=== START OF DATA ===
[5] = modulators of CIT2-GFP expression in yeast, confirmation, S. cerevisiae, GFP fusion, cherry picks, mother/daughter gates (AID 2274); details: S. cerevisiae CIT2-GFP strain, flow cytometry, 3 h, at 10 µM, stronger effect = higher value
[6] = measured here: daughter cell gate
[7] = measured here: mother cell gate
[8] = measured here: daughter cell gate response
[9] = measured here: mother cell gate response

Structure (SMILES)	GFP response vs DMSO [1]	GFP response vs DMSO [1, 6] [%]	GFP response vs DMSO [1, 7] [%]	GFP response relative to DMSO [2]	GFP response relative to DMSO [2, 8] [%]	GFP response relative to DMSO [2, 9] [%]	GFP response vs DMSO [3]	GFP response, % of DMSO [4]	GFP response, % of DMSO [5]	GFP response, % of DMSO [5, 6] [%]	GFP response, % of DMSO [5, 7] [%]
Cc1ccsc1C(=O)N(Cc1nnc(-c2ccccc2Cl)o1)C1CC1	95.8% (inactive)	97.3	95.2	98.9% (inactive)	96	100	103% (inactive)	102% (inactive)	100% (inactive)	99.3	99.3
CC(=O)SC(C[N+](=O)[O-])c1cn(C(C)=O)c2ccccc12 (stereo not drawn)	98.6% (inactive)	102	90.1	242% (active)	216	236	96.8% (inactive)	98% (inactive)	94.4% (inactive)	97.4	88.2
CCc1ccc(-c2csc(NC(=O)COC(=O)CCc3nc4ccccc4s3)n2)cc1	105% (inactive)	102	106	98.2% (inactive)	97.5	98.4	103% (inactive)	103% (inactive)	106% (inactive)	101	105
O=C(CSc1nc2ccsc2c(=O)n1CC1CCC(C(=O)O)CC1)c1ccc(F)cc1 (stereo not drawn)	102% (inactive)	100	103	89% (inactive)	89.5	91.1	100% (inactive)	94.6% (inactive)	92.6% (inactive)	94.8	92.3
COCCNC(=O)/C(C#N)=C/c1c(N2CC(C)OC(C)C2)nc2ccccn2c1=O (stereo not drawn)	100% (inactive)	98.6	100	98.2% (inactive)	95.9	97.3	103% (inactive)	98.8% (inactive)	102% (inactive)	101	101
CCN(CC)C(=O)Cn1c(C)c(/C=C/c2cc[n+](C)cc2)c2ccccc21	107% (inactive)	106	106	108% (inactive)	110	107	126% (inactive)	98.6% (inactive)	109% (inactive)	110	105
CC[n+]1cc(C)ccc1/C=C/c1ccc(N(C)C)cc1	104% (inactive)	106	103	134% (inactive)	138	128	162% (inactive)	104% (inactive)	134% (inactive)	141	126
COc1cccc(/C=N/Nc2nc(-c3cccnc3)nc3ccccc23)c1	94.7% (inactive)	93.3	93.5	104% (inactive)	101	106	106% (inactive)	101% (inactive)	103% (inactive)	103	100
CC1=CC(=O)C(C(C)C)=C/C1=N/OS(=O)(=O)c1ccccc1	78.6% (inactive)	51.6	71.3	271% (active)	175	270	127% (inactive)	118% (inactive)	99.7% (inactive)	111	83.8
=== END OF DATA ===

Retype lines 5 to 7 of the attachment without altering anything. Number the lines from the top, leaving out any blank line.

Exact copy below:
[9] = measured here: mother cell gate response

Structure (SMILES)	GFP response vs DMSO [1]	GFP response vs DMSO [1, 6] [%]	GFP response vs DMSO [1, 7] [%]	GFP response relative to DMSO [2]	GFP response relative to DMSO [2, 8] [%]	GFP response relative to DMSO [2, 9] [%]	GFP response vs DMSO [3]	GFP response, % of DMSO [4]	GFP response, % of DMSO [5]	GFP response, % of DMSO [5, 6] [%]	GFP response, % of DMSO [5, 7] [%]
Cc1ccsc1C(=O)N(Cc1nnc(-c2ccccc2Cl)o1)C1CC1	95.8% (inactive)	97.3	95.2	98.9% (inactive)	96	100	103% (inactive)	102% (inactive)	100% (inactive)	99.3	99.3